Emotional Changes in The Adventures of Tom Sawyer

Emotional Changes in The Adventures of Tom Sawyer : A 3 page paper which examines the emotional changes seen in Tom Sawyer in Mark Twain’s The Adventures of Tom Sawyer. No additional sources cited.

Tom Sawyer and Superstition

A 5 page paper which examines how superstitious Tom Sawyer is in Mark Twain’s “The Adventures of Tom Sawyer.” No additional sources cited.

The Maturing of Tom Sawyer and Huckleberry Finn

A fifteen page paper comparing these two protagonists in Mark Twain’s “The Adventures of Tom Sawyer” and “The Adventures of Huckleberry Finn.” The paper shows that Tom remains childlike because he is essentially conventional, and has never been forced to make adult decisions; Huck, on the other hand, has forged his own code of ethics at an early age. No additional sources.

Tom Sawyer and Huckleberry Finn

A 7 page paper which compares and contrasts "The Adventures of Tom Sawyer" and "the Adventures of Huckleberry Finn" by Mark Twain. Bibliography lists 10 sources.

Mark Twain / A Life Of Writing.. And Controversy

A 6 page paper on the life and works of Samuel Clemens, pen name-- Mark Twain. The writer discusses how some of Twain's own life experiences along the Mississippi River and elsewhere are reflected in his fiction. Several key works including 'The Adventures of Tom Sawyer,' 'Huckleberry Finn,' & 'A Connecticut Yankee In King Arthur's Court' are examined. Some of the controversy over Mark Twain's content is brought up as well. Bibliography lists 7 sources.

Mark Twain's Tom Sawyer

A 3 page essay that discusses Twain's Tom Sawyer. Mark Twain's most famous book is Huckleberry Finn and critics agree that it is a greater literary achievement than its predecessor The Adventures of Tom Sawyer (1876). However, this work, which Twain referred to as a "hymn" to boyhood, has always been more widely read than Huck (Rasmussen 216). A factor in Tom Sawyer's perennial popularity is undoubtedly due to the fact that this novel demonstrates the social, physical and emotional struggles of the human maturation process, as the reader follows Tom's growth throughout the narrative. Bibliography lists 5 sources.

Huckleberry Finn-Storyteller/Hero.

(5 pp) Samuel Clemen's masterpiece The Adventures of Huckleberry Finn (Tom Sawyer's Comrade) (1884) poses Huckleberry Finn as a hero in his own right. However Huck is a hero on the move; he refers to Tom Sawyer often, but this is still Huck's novel.

Journeys: Tom Sawyer and Peter Pan

A 6 page paper which examines the symbolism of the journeys taken in Mark Twain’s “The Adventures of Tom Sawyer” and J.M. Barrie’s “Peter Pan (Peter and Wendy).” No additional sources cited.

Controversy Surrounding 'The Adventures of Tom Sawyer'

A 5 page paper which discusses the controversy over many of the elements in 'The Adventures of Tom Sawyer' by Mark Twain. The paper addresses the pros and cons of this book being considered as a requirement in school's across the nation. Bibliography lists 4 additional sources.

Racial Minorities in “The Adventures of Tom Sawyer”

A 5 page paper which examines how Mark Twain presents the reader with portrayals of racial minorities in “the Adventures of Tom Sawyer.” Bibliography lists 3 additional sources.

Tom Sawyer in "The Adventures of Huckleberry Finn"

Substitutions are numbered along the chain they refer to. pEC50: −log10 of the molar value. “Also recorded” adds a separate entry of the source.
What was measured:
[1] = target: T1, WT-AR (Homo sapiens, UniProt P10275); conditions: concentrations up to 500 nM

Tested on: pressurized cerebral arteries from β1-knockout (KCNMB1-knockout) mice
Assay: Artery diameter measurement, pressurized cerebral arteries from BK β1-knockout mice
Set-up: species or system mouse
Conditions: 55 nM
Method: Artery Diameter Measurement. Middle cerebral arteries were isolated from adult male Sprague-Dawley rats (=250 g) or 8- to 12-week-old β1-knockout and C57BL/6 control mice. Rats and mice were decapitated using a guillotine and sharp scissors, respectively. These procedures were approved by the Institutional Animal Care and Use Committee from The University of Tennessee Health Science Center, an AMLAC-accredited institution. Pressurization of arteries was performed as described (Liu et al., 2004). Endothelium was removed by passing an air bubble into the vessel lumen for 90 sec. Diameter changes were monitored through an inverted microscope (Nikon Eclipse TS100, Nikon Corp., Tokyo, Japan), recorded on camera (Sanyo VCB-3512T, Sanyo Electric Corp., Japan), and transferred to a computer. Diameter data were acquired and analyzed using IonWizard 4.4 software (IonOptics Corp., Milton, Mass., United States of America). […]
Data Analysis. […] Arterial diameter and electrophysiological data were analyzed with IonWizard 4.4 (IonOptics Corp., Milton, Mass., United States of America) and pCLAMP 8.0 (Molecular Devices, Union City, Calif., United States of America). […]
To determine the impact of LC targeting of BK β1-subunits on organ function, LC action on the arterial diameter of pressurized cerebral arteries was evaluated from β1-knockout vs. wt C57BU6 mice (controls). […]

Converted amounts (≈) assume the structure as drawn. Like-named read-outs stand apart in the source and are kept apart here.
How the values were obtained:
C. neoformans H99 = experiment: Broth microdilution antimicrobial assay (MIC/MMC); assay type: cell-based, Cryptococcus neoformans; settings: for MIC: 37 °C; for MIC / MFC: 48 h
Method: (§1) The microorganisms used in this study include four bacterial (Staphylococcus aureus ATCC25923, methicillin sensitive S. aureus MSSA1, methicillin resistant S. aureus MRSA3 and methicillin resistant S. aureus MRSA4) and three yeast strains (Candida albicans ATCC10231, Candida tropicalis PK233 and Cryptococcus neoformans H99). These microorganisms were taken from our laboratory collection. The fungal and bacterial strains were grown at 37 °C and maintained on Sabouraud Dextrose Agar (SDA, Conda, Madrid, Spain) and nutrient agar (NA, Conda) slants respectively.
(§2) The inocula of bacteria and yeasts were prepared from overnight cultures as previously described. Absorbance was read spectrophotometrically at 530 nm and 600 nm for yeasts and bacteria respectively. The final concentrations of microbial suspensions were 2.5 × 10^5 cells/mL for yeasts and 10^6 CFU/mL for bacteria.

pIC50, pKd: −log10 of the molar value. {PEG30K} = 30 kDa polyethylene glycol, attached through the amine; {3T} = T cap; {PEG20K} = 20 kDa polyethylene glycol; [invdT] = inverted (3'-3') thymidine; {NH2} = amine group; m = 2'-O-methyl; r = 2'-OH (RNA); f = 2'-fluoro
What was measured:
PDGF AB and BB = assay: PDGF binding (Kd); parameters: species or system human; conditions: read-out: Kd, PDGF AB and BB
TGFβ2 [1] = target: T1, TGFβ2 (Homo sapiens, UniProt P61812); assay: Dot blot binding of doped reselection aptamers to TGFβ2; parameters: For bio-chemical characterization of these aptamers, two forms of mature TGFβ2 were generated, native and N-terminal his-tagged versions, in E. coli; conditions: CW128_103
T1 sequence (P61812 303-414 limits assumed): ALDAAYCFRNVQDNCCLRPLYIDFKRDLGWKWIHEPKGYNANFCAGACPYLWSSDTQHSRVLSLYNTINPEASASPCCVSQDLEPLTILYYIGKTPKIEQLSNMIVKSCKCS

A 5 page paper which discusses the character and role of Tom Sawyer in the last half of Mark Twain's "The Adventures of Huckleberry Finn." No additional sources cited.

Tom Sawyer: Differences in Adult and Child Interpretation and Experience

A 5 page discussion of the differences in experiences and interpretation a child might have in reading the 'The Adventures of Tom Sawyer' as opposed to those an adult might have. Observes that the child sees adventure and independence while the adult sees satire, stereotype, even the realities of capitalism. Concludes that undoubtedly Mark Twain was very much aware of the satire, the contrasts, and the stereotypes. He was, after all, a true wordsmith, a weaver of stories. Like Tom Sawyer, Twain himself was a capitalist. A capitalist who profited from the imaginations, perceptions, and receptivity of others to his craft. No additional sources are listed.

Discipline In Twain's Tom Sawyer

In Mark Twain's Tom Sawyer, Tom lived with his Aunt Pol, who considered herself to be the only thing between a mischievous adolescent and an adult criminal. This 6 page paper argues that while Tom's Aunt Pol was seemingly harsh in her parenting philosophy, her actions were more reflective of a nurturing personality. Bibliography lists 6 sources.

Morality In The Works Of Mark Twain

A 7 page paper examining Twain's evocation of morals in The Adventures of Tom Sawyer, The Adventures of Huckleberry Finn, and A Connecticut Yankee in King Arthur's Court. The paper concludes that Twain wrote books not only for entertainment, but to express his particular views on morality as well. Bibliography lists nine sources.

Mark Twain's 'The Adventures of Tom Sawyer'

As the title of this book suggests, Tom Sawyer, and the author, Mark Twain, believed that life was a series of adventures. The playful, occasionally skirting the edges of malicious, sense of fun that permeates the story is the fictional representation of the belief that childhood should be a care-free time. In today's world children no longer live this illusion, as Tom did, and can only connect with it through such modern character's as TV's Bart Simpson. This 6 page paper describes how both Tom and Bart are masters at the art they ascribe to: the prank and the hoax. Each gives the reader, and, or, viewer, an insight into the mind of the child, almost adolescent, of their separate times. Bibliography lists 9 sources.